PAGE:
Ans. Effective 17th July 1992, the Central Government has granted exemption from the surrender requirement to persons who return to India after a continuous stay abroad of one year and above in respect of funds/assets acquired by them abroad otherwise than in contravention of FERA 1973 or our of foreign exchange earned through employment, business or vocation outside India taken up or commenced while they were resident outside India. Persons satisfying the conditions of general exemption can retain their foreign currency accounts with banks abroad and/or hold, transfer or dispose of their other foreign currency assets such as shares, securities or investments in business, etc. and immovable properties.

Q. Do they enjoy any freedom in regard to utilization of these overseas assets?

Ans. Yes. They would enjoy complete freedom for utilisation of these assets as well as income earned or sale proceeds received subsequently.

Q. Can they bring back the funds to India and hold them with separate account?

Ans. Yes. They can repatriate these funds to India and hold them separately with authorised dealers under the Resident Foreign Account Scheme.

B. RESIDENT FOREIGN CURRENCY (RFC) ACCOUNT

Q. What is the Resident Foreign Currency (RFC) Accounts Scheme?

Ans. This is a Scheme by Reserve Bank permitting persons of Indian nationality or origin, who have returned to India on or after 18th April 1992 for permanent settlement (Returning Indians), after being resident outside India for a continuous period of not less than one year to open foreign currency accounts with banks in India for holding funds brought by them to India. Persons who have returned to India before 18th April 1992 can also open RFC account if (a) they are holding foreign currency assets abroad with Reserve Bank's permission or (b) are in receipt of pension or other monetary benefits from their erstwhile employers abroad. We accept RFC in USD in SB Account and Term Deposits for 6 months to 36 months.

Q. What funds can be credited to RFC accounts of Returning Indians?

Ans. The entire amount of foreign exchange brought to India at the time of their return to India for permanent settlement as well as the balances standing to the credit of their NRE and FCNR accounts at the time of return can be credited to RFC accounts. However, the foreign exchange brought to India in the form of foreign currency notes/bank notes/travelers cheques should have been declared to Customs at the time of arrival on the Currency Declaration Form (CDF) if it exceeded U.S. $ 10,000 or its equivalent . In the case of foreign currency/bank notes, such as declaration of form CDF is compulsory if the amount exceeds U.S. dollar 5,000 or its equivalent.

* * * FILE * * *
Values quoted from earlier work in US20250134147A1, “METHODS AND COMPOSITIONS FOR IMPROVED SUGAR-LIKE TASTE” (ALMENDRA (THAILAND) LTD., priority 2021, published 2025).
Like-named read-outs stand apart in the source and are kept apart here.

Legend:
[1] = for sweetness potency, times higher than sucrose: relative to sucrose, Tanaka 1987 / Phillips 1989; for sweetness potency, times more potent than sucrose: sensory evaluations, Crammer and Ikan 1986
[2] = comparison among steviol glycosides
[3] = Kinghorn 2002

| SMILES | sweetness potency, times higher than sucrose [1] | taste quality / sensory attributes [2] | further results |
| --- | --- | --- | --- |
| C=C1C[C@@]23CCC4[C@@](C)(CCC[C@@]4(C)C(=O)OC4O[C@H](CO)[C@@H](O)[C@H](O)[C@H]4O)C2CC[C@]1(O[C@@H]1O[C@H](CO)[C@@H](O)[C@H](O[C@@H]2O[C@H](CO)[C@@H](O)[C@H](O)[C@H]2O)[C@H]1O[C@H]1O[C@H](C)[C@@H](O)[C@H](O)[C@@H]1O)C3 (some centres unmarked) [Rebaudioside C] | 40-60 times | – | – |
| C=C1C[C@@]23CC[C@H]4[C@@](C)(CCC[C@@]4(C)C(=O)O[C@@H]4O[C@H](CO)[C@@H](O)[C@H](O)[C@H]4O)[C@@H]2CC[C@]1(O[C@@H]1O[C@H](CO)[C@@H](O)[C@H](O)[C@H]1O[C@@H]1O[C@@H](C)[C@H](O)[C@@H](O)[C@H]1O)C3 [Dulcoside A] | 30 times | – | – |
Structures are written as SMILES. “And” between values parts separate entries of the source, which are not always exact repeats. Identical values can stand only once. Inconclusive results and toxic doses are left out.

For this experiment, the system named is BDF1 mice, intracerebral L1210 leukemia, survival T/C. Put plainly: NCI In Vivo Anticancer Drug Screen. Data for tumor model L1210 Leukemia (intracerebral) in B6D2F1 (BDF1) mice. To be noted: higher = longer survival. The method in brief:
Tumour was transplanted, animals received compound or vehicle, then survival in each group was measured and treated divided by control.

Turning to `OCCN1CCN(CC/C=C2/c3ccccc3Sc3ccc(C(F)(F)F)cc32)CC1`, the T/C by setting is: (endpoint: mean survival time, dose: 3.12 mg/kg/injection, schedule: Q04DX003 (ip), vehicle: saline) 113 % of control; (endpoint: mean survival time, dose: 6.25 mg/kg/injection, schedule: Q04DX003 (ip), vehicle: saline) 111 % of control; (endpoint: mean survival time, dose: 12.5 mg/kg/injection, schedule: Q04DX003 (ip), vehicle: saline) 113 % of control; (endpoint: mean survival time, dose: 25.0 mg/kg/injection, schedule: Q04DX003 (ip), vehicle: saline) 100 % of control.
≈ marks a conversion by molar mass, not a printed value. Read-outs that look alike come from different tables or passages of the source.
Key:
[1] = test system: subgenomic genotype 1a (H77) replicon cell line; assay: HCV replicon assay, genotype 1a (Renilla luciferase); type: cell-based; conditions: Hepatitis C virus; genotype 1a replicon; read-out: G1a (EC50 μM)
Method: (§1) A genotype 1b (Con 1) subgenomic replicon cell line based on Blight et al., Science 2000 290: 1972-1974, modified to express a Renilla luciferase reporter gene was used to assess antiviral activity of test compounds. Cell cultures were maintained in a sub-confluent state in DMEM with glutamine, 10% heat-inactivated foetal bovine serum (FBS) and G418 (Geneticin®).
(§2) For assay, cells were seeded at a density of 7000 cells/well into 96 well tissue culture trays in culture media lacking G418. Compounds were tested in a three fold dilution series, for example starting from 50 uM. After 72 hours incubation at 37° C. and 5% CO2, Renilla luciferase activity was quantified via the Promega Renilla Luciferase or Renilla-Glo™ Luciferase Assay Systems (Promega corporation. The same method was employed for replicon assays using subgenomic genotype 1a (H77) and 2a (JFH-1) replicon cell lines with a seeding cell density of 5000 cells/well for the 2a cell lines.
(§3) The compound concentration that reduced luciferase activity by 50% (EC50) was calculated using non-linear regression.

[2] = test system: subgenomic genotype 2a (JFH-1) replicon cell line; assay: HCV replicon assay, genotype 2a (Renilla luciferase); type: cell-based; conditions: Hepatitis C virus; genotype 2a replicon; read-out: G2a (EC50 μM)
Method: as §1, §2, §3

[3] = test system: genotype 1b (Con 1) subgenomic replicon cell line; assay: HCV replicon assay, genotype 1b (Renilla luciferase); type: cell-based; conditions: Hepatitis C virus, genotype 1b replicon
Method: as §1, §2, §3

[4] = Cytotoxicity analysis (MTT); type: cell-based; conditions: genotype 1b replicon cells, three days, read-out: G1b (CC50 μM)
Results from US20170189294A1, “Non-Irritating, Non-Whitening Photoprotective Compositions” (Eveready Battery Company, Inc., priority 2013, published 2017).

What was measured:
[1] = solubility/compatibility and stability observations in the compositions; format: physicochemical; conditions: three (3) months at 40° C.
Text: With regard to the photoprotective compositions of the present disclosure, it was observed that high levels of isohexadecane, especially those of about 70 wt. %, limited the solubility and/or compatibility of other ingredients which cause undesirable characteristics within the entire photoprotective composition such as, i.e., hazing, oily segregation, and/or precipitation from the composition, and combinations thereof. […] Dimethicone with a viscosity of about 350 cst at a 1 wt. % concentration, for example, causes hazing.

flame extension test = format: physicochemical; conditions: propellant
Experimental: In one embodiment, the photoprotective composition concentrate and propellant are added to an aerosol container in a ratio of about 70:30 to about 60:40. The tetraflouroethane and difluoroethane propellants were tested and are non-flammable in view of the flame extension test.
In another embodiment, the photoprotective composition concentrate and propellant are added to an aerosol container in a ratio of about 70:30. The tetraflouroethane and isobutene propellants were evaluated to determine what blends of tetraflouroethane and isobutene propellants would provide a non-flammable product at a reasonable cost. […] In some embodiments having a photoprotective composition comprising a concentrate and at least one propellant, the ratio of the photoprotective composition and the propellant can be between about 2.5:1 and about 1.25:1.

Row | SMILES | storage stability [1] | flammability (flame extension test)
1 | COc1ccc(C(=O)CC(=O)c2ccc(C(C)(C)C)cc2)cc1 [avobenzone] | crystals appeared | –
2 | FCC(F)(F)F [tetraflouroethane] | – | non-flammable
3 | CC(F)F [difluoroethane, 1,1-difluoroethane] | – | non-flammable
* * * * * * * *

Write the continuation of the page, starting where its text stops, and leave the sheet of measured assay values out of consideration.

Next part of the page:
Q. Can income received from their overseas assets in the form of dividends etc., or sale proceeds of such assets be credited to RFC accounts?

Ans. Yes. The entire income from such assets or sale proceeds of such assets repatriated to India can be credited to RFC accounts.

Q. Can pension received by the account holder from abroad be credited to his RFC account?

Ans. Yes. The entire amount of pension received from abroad can be credited to his RFC account.

Q. Can funds in RFC accounts be remitted abroad?

Ans. Yes. Funds in RFC accounts can be remitted abroad for any bonafide purpose of the account holder or his dependents including exchange required for travel and other personal purposes and investments.

Q. Can persons who have returned to India after a short assignment of less than one year open RFC accounts?

Ans. Their applications for opening such accounts would be considered by Reserve Bank....

IMPORT of GOLD as BAGGAGE

Who can import gold as baggage?

 Any passenger of Indian Origin or a passenger holding a valid passport, issued under the Passport Act, 1967, who is coming to India after a period of not less than six months of stay abroad; and short visits, if any, made by the passenger during the aforesaid period of six months shall be ignored if the total duration of stay on such visits does not exceed thirty days.

 

Other Conditions

 

(i)     The duty shall be paid in convertible foreign currency.

(ii)   The weight of gold (including ornaments) should not exceed 10 kgs. per passenger.

(iii)    The passenger should not have brought gold or other ornaments during any of his visits (short visits) in the last six months i.e. he has not availed of the exemption under this scheme, at  the time of short visits.

(iv)    Ornaments studded with stones and pearls are not allowed to be imported.

(v) The passenger can either bring the gold himself at the time of arrival or import the same within fifteen days of his arrival in India as unaccompanied baggage.

(vi) The passenger can also obtain the permitted quantity of gold from Customs  bonded warehouse of State Bank of India and Metals and Minerals Trading Corporation subject to conditions (i) and (ii)above. He is required to file a declaration in the prescribed Form before the Customs Officer at the time of arrival in India stating his intention to obtain the gold from the Customs bonded warehouse and pay the duty before clearance.

RATE OF DUTY

Sl.No.

Description of Goods

Rate

1.

Gold bars, other than tola bars, bearing manufacturers or refiners engraved serial number and weight expressed in metric units and gold coins

Rs. 300 per 10 gms. + 3% Edu. Cess

2.

Gold in any form other than at Sl.No. 1 above including tola bars and ornaments, but excluding ornaments studded with stones or pearls

Rs. 750 per 10 gms. + 3% Edu. Cess

Note:- The Jewellery which is in addition to the jewellery otherwise allowed without payment of duty, only is liable to payment of duty under the above mentioned scheme

REMITTANCES

Q. Whether the pension payable in India to NRI can be Remitted abroad?

Ans. Yes. Authorised dealers can permit remittance of pension to NRIs provided the person concerned has no other income in India. If, however, the NRI has any other income in India, the amount of pension should be credited to his NRO account and his net income including pension is allowed to be remitted after payment of applicable taxes.

You may address your queries to cmnri@sbt.co.in